I agree with you on the wands. Some of the current painted buffers along some stretches of this road are pretty nice – give you an extra 1-2 feet of painted buffer (by using the double white line for the bike lane paint) that allows you to get around the storm drains and debris, and also to pass other cyclists. This street in particular needs room for cyclists to pass other cyclists since the auto traffic can be constant on this very long, unbroken stretch, and the bike lane is literally in the gutter. Priority needs to be to get this buffered lane painted all the way for the whole stretch of road, especially as it gets closer to Rosa Parks, and also out North of UP.

      The most unsafe portion of this road is the few block section North of Portsmouth just south of the Ida St bridge over the RR gap. This section has a couple of dog-leg bends that wind right turn around a 150 degree bend (two going North, near Mckenna and Macrum streets; two going South, at Carey and Westanna) – these bends are highly dangerous. The painted bike lane is just a few feet wide, and it compresses to go around these oblique angle bends in the road, not to mention the storm drains that are right on the bend creating a type of super pinch point in the bike lane. I don’t have to remind any of you how most drivers will cut a right corner like this and encroach into the bike lane. You see cars do it all the time when the bike lane is empty, and even sometimes when the bike lane is occupied, drivers will still cut this corner and nearly take out the cyclists. Most drivers do not slow and do not allow extra room on these very dangerous spots. These bike lanes are narrow here, also. Not to mention the bike lanes completely disappear after you get North of Ida St, but traffic is still routed at 35 mph along this residential street. Fixing these 4 corner pinches need to be a high priority on this bike artery.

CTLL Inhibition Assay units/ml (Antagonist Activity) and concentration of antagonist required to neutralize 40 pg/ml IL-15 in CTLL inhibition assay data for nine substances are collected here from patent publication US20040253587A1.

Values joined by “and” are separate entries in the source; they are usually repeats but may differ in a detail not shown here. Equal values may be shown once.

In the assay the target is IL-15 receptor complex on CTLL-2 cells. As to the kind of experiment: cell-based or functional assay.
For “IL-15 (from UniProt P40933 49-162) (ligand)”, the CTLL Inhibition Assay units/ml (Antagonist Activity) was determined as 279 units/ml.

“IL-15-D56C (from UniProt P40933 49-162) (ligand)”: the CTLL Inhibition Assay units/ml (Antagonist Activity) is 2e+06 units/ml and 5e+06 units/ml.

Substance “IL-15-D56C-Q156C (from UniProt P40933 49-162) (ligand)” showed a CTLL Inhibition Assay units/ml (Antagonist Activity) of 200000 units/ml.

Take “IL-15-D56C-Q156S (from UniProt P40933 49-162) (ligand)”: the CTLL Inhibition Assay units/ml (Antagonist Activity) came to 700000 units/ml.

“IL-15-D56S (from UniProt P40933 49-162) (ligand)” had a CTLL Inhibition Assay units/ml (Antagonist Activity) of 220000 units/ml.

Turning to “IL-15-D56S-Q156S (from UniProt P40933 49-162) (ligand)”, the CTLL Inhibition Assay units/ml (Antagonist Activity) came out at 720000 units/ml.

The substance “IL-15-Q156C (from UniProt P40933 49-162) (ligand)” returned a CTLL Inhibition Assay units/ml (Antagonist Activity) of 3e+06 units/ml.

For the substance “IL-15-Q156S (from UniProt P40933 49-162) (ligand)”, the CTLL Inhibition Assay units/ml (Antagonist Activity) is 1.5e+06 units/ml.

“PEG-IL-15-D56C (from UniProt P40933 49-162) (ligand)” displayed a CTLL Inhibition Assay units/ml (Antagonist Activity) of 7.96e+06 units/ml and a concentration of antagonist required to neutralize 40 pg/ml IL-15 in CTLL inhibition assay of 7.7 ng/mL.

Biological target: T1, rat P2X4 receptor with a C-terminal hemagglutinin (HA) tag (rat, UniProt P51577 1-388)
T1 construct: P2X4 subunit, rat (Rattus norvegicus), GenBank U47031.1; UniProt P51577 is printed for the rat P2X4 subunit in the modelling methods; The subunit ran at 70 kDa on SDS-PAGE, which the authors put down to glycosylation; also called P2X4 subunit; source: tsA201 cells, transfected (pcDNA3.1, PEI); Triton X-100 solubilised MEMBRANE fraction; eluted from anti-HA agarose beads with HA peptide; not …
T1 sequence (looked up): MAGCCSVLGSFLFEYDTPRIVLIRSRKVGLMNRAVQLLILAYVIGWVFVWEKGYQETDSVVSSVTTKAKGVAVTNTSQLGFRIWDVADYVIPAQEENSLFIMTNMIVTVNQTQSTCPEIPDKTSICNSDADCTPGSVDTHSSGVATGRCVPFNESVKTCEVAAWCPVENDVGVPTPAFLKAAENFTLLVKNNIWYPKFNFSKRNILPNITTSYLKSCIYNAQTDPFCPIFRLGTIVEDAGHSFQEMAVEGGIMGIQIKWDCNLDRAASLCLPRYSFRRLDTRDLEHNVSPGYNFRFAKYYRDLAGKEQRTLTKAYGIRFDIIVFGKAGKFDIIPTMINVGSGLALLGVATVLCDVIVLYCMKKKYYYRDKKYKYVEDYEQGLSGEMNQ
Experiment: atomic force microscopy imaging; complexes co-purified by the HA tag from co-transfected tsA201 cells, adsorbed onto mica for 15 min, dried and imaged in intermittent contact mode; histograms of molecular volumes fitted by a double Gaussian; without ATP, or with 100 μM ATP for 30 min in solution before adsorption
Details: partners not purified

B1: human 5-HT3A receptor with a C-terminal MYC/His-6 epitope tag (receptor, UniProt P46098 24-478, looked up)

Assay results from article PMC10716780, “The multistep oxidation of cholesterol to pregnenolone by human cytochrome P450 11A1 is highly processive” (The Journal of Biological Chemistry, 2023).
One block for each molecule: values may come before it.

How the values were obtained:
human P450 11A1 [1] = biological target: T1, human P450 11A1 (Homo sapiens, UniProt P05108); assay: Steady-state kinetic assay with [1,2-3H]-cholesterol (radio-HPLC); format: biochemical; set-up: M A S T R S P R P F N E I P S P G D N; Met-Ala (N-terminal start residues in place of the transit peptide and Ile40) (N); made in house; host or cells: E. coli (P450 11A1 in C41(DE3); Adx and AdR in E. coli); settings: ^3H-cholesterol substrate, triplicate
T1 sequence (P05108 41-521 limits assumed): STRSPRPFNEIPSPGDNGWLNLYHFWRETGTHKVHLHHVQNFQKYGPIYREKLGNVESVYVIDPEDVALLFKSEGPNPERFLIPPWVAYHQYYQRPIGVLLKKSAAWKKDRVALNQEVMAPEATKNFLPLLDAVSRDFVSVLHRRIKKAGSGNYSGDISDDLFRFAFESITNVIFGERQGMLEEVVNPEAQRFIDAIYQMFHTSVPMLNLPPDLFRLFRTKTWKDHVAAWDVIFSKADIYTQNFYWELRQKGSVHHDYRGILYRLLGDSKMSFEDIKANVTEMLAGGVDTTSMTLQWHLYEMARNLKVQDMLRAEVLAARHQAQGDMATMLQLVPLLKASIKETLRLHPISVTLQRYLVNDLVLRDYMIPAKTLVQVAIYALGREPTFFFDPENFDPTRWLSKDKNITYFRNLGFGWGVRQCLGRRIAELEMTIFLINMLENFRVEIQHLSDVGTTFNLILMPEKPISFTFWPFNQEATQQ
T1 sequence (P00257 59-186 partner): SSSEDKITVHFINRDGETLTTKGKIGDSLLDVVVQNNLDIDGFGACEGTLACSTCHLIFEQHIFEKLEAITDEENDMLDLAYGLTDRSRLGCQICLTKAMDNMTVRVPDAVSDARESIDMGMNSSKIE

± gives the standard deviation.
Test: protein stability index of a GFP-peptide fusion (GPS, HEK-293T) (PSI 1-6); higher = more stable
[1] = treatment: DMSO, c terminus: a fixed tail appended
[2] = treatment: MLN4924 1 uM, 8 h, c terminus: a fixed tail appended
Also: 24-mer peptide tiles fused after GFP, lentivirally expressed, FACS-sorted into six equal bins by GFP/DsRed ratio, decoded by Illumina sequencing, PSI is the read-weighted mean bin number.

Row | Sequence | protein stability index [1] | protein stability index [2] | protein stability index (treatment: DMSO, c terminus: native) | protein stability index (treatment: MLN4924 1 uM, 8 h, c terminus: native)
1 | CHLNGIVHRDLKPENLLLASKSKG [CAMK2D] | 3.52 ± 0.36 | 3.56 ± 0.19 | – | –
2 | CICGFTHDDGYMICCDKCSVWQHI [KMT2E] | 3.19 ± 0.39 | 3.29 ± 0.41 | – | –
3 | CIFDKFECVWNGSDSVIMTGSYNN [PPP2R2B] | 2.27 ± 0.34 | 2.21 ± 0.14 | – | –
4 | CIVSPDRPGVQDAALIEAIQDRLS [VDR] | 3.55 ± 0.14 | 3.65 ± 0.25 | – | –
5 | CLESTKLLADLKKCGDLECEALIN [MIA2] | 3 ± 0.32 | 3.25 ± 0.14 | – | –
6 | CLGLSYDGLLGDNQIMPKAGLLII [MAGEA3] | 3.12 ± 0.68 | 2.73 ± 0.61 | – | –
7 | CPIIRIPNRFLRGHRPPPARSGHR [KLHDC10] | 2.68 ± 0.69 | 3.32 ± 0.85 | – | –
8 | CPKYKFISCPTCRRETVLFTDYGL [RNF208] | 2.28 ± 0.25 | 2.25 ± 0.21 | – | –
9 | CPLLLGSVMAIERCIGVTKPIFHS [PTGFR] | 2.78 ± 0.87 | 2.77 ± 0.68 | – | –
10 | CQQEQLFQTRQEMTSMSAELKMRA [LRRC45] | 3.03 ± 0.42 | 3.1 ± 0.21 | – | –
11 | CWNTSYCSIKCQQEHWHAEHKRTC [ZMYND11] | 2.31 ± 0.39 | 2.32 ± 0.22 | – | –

The main stretch of Willamette Blvd could really use some preferential sweeping and maintenance throughout the year – why can’t PBOT make getting these bike lanes swept and clean a regular priority?